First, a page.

In the medium term, the Ministry of Health will work closely with Fraser Health, including medical staff, nurses and allied health professionals, to refresh clinical service planning. The plan will determine how and where services should be delivered in Surrey and the broader region. The plan for Surrey Memorial Hospital will include:
- expanding renal services within 18 months;
- building a second interventional radiology suite at Surrey Memorial Hospital, which will enable stroke and cardiac specialty expansion;
- adding two cardiac catheterization labs at Surrey Memorial Hospital;
- adding new MRI and CT and replacing existing CT with cardiac capabilities to increase access to diagnostic services;
- completing renovations of existing operating rooms to expand capacity;
- expanding critical health care services such as outpatient, home health and home support services, clinical social work, physiotherapy, rehabilitation and respiratory therapy;
- expanding the Urgent Care Response Centre and Gateway Mental Health services to 12 hours, seven days a week;
- renovation to the pediatric emergency waiting areas;
- increased access to transitional beds for vulnerable patient populations by purchasing new care spaces;
- building out innovative and digital services such as Hospital at Home, Digital Front Door and virtual specialty consultation services;
- significantly increasing resident physician allocation at Fraser Health and including Surrey Memorial Hospital as their home residency sites; and
- enhancing Fraser Health’s successful in-house learning institute to close critical gaps in allied staff and nursing.
The Province and Fraser Health will continue working with Surrey Memorial Hospital and staff to find solutions that will support providing quality care to patients in Surrey.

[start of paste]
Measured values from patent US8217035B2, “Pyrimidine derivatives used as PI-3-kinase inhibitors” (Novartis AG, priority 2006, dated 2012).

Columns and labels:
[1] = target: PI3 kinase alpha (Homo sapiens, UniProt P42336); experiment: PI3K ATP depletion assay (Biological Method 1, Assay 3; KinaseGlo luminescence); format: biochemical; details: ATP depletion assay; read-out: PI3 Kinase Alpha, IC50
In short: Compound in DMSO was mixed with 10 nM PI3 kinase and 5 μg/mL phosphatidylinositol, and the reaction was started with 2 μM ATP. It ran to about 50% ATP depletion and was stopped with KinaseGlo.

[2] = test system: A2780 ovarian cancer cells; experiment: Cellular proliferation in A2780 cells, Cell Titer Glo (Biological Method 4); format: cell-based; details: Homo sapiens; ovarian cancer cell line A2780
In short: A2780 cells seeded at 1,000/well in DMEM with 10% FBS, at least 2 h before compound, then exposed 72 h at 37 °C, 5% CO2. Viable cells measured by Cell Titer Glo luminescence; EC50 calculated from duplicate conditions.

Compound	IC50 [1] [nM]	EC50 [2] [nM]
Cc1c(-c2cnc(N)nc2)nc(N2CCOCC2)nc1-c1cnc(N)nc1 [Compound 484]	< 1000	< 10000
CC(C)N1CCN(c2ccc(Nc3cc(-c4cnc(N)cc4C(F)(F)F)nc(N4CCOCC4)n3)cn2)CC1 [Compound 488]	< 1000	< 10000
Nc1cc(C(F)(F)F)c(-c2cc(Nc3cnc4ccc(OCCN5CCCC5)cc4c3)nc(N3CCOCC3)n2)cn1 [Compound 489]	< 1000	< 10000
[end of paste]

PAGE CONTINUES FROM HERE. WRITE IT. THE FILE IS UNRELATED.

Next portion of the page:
Four backgrounders follow.
Quick facts about Surrey
The population of B.C. is overall getting larger, but there has been a significant growth in the population of Surrey:
- Growth in population:
- Surrey has been growing at a rate of 9.7 per cent annually.
- It is estimated that approximately 1,000 new residents are moving to Surrey each month.
- Based on recent growth rates, the estimated population of Surrey is thought to be more than 600,000.
- With growth, Surrey also faces other challenges linked to growth in the number of homeless people and the drug toxicity crisis.
Fraser Health services are having to meet the demands of this growth in Surrey across its regional hospitals and specifically at Surrey Memorial Hospital which has seen:
- increased growth in volume;
- increased complexity of disease in the patients they serve;
- increased social and financial issues for more vulnerable patient populations, which are complex to address at the same time as addressing health concerns and appropriate referral services (including living/housing options); and
- increased care for newcomers and providing additional health and social supports.
Summary of issues raised by health care workers at Surrey Memorial Hospital
During the meetings between June 1 and 6, 2023, health care providers raised several key concerns while also expressing a strong professional and personal commitment to the community and patients, especially throughout the COVID-19 pandemic. They are also dealing with a significant increase in demand for services, staffing challenges and hospital space.
1. Patients and staff are dealing with chronic congestion and very high daily volumes across key areas of the hospital:
- Waits have become longer than desirable in the emergency room, while waiting for a bed and to be discharged either home or to other sites or services. Staff are reporting growing levels of aggression, increased levels of stress and concerns about staff’s ability to meet demand.
- The hospitalist team is feeling stress faced with significant demands, capacity issues and challenges in recruitment.
- Maternity care has experienced significant periods of demand exceeding physical capacity and creating high levels of stress for patients and providers.